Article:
Busulfan (Generic Name)

Other Names: Myleran®

Busulfan is a drug used to treat cancer. This drug is given orally.

Possible Side Effects (More Common)

  • Bone marrow depression. This is a decrease in the number of white blood cells, red blood cells, and platelets. Bone marrow depression occurs 10 days after the drug is given and may increase your risk of infection, fatigue, and bleeding.
  • Nausea and vomiting. These symptoms may occur within a few hours after you receive the drug.
  • Soreness of the mouth and throat. You may have red areas, white patches, or sores that are painful.
  • Diarrhea that may last for several days
  • Decreased appetite
  • Darkening of the skin

Possible Side Effects (Less Common)

  • Lung tissue changes may occur with high amounts of this drug. These changes may not be permanent, and your lung tissue may return to normal. Sometimes these changes may not be seen for many years. You may develop a cough or have difficulty catching your breath.
  • Seizures especially if you have had a seizure or head injury in the past.
  • Rash
  • Usually hair loss is temporary; your hair should grow back when treatment is completed.
  • Hepatitis (rare)
  • Cataracts (rare)
  • Swollen veins in your esophagus (rare)
  • Development of secondary leukemia (rare)
  • You could experience a decrease in the amount of steroids your body makes.

Sexual Problems and Reproductive Concerns

  • In men and women both, this drug may temporarily or permanently affect your ability to have children. This cannot be determined before your therapy. In men, this drug may interfere with your ability to make sperm, but it should not change your ability to have sexual relations. In women, menstrual bleeding may become irregular or stop while you are receiving this drug. Do not assume that you cannot become pregnant if you do not have a menstrual period. Women may experience signs of menopause like vaginal dryness or itching.
    • Pregnancy warning: This drug may have harmful effects on the unborn child, so effective methods of birth control should be used during your cancer treatment.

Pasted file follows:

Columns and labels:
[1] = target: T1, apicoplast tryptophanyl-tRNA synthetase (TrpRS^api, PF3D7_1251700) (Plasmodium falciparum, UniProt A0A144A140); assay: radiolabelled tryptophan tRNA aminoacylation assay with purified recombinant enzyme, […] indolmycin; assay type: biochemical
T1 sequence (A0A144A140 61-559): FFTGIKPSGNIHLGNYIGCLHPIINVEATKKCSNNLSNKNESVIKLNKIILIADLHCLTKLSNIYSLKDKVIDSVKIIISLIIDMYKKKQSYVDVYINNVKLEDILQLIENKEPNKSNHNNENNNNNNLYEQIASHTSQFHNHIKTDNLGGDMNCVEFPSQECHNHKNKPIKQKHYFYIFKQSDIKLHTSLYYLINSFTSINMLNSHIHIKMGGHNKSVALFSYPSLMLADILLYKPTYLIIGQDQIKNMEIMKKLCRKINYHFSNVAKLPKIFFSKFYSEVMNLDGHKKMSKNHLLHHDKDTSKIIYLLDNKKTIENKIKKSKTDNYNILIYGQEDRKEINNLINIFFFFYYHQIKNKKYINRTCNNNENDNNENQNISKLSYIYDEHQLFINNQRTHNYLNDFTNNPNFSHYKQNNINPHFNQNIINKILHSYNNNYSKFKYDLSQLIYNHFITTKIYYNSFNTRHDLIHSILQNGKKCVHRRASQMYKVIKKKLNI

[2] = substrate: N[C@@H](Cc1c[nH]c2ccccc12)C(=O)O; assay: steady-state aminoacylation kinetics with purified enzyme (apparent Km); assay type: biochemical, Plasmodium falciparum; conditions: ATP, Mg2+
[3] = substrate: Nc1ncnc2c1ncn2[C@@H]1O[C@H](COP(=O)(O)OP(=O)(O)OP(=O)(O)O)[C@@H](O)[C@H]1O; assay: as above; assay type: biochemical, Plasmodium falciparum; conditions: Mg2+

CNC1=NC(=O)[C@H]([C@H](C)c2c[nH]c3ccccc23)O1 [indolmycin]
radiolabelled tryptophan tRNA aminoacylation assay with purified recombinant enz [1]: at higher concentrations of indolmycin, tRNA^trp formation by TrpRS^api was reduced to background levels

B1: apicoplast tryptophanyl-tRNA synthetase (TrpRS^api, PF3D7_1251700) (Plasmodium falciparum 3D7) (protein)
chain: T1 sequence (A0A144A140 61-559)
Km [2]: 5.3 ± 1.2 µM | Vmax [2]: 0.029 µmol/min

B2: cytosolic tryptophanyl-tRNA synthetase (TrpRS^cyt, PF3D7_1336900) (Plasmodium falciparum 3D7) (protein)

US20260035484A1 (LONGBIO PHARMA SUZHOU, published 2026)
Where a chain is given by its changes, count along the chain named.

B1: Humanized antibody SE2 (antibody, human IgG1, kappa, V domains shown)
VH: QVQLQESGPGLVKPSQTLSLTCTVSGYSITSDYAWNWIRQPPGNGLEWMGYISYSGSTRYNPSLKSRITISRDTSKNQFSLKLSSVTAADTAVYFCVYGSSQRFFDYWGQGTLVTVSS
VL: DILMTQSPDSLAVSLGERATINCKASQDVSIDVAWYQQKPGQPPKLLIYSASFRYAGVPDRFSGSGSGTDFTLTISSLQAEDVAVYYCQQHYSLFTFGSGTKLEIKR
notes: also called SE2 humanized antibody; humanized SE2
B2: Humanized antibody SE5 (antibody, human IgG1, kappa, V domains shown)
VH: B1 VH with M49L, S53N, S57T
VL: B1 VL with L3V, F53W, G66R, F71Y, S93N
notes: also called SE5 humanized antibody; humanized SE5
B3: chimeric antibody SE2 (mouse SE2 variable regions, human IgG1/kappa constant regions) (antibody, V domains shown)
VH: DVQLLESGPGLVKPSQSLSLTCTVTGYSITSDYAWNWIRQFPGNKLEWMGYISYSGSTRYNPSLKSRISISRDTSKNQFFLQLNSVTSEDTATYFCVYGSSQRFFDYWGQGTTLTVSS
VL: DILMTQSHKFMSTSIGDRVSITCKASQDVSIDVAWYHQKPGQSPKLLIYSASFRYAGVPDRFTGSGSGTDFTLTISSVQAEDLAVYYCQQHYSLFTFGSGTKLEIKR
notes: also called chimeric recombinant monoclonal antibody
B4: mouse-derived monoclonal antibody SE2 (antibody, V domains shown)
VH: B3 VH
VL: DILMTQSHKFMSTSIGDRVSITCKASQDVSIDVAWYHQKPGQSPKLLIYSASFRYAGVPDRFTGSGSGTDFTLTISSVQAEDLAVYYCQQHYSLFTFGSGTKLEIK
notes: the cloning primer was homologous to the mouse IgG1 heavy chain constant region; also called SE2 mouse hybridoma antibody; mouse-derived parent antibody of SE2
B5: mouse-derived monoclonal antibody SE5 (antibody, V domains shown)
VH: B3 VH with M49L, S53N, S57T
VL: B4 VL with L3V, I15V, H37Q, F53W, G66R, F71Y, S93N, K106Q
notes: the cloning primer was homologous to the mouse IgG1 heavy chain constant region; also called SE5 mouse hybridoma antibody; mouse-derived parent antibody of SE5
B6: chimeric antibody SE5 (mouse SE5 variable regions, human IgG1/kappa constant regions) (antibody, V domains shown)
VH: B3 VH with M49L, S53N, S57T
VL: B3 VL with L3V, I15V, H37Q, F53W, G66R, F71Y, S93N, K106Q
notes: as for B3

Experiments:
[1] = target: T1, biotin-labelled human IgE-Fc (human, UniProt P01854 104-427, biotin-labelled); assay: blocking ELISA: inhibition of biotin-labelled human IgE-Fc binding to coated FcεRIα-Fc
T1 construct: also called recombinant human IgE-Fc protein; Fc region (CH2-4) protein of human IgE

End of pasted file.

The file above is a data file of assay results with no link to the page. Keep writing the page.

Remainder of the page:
• Speak with your doctor or nurse if you plan to have children.  Ask for information on sperm or egg banking.
    • Genetic counseling is available to you to discuss the effects of this drug therapy on future pregnancies. In addition, a genetic counselor can review the potential risks of problems in the fetus due to this medication if an exposure during pregnancy has occurred.
    • Breast feeding warning; Women are advised not to breast feed during treatment because this drug could enter the breast milk and seriously harm a breast feeding infant.
    • Vaginal lubricants can be used to lessen vaginal dryness, itching, and pain during sexual relations.

Treating Side Effects

  • Ask your doctor or nurse about medication that is available to help prevent or lessen nausea, vomiting, or diarrhea.
  • Drink 6-8 cups of fluids every day unless your doctor has told you to restrict your fluid intake due to another medical condition. A cup is 8 ounces of fluid. If you vomit or have diarrhea, you should drink more fluids so that you do not become dehydrated.
  • Mouth care is very important. Your mouth care should consist of regular, gentle cleaning of your teeth or dentures and rinsing your mouth with a mixture of ½ teaspoon of salt in 8 ounces of water or 1/2 teaspoon of sodium bicarbonate (baking soda) in 8 ounces of water. This should be done at least after every meal and at bedtime.
  • Avoid mouthwash that contains alcohol. Avoid alcohol and smoking because they can irritate your mouth and throat.
  • Speak with your nurse about obtaining a wig before you lose your hair.  Also, call the American Cancer Society at 800-ACS-2345 to find out information about the “Look Good...Feel Better” program close to where you live. It is a free program where women undergoing chemotherapy learn about wigs, turbans and scarves as well as makeup techniques and  skin and nail care.  
  • If you are at high risk for seizures your doctor may give you medication to prevent them from occurring.
  • Your doctor may decide to put you on steroid replacing medications.
  • Use sunscreen with SPF 30 or higher when you are outdoors even for a short time. Cover up when you are out in the sun. Wear wide-brimmed hats, long-sleeved shirts, and pants. Keep your neck, chest, and back covered.

Food and Drug Interactions

Oral Busulfan should be taken one hour before a meal or two to three hours after a meal. This drug may interact with other medication. Tell your doctor and pharmacist about all the medication and dietary supplements (vitamins, minerals, herbs and others) that you are currently taking. The safety and effectiveness of dietary supplements and alternative diets are often unknown. Using these might unexpectedly affect your cancer or interfere with your treatment. Until more is known, you should not use dietary supplements or alternative diets without your cancer doctor's advice.

Other Instructions

  • Whenever you tell a doctor or nurse your health history, always tell them that you have received busulfan.
  • This medication should be stored in a dry place at room temperature

When to Call the Doctor

Call your doctor or nurse immediately if you have any of the following symptoms:

  • Fever of 100.5 F (38 C) or above
  • Chills
  • Unusual bleeding or bruising
  • Headache
  • Changes in vision
  • Seizures
  • Cough
  • Swelling of legs, ankles, or feet
  • Abdominal or stomach pain
  • Confusion
  • Persistent cough or difficulty catching your breath
  • Diarrhea of more than five stools in one day

Call your doctor or nurse as soon as possible if you have the following symptom:

  • Painful mouth or throat that makes it difficult to eat or drink

Revised November 2011

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